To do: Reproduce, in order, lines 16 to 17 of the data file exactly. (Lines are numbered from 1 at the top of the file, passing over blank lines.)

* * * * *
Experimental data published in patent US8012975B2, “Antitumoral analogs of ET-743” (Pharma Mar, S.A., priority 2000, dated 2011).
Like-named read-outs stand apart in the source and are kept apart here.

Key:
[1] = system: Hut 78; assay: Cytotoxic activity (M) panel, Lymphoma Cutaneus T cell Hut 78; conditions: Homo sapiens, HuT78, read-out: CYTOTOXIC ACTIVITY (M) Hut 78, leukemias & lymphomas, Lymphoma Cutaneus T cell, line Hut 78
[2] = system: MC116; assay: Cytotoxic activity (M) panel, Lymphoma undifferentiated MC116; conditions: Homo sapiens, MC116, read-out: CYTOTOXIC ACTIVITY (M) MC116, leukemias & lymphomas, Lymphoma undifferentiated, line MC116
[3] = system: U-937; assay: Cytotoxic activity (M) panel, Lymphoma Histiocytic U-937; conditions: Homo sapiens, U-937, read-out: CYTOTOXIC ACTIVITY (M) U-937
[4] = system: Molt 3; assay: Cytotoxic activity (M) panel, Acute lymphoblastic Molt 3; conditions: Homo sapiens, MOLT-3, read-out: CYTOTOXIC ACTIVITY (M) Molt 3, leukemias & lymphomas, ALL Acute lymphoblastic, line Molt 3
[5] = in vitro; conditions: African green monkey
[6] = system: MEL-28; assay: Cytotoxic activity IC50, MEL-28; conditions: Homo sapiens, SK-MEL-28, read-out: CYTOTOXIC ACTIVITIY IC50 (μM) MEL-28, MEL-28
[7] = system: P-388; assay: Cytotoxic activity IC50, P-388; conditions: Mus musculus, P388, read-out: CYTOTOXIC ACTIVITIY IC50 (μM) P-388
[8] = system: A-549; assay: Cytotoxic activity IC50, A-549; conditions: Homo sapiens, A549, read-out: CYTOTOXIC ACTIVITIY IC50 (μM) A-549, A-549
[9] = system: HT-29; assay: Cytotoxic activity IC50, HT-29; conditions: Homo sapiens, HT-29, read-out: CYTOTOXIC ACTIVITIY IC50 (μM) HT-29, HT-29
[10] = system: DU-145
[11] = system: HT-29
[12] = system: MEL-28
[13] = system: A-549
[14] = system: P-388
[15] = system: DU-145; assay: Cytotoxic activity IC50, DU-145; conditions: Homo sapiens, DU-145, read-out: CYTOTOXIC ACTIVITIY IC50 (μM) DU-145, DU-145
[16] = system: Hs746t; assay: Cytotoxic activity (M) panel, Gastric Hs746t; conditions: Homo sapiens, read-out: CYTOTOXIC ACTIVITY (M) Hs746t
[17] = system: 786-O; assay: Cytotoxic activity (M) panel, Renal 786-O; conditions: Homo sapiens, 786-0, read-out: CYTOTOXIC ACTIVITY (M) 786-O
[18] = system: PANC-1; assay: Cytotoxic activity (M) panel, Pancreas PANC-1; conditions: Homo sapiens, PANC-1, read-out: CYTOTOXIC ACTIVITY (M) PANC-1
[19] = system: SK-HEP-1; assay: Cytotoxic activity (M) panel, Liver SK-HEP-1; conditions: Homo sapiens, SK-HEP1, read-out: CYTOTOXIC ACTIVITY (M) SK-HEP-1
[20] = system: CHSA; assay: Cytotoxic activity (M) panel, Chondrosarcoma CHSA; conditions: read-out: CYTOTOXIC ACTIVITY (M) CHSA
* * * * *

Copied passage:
[13] = system: A-549
[14] = system: P-388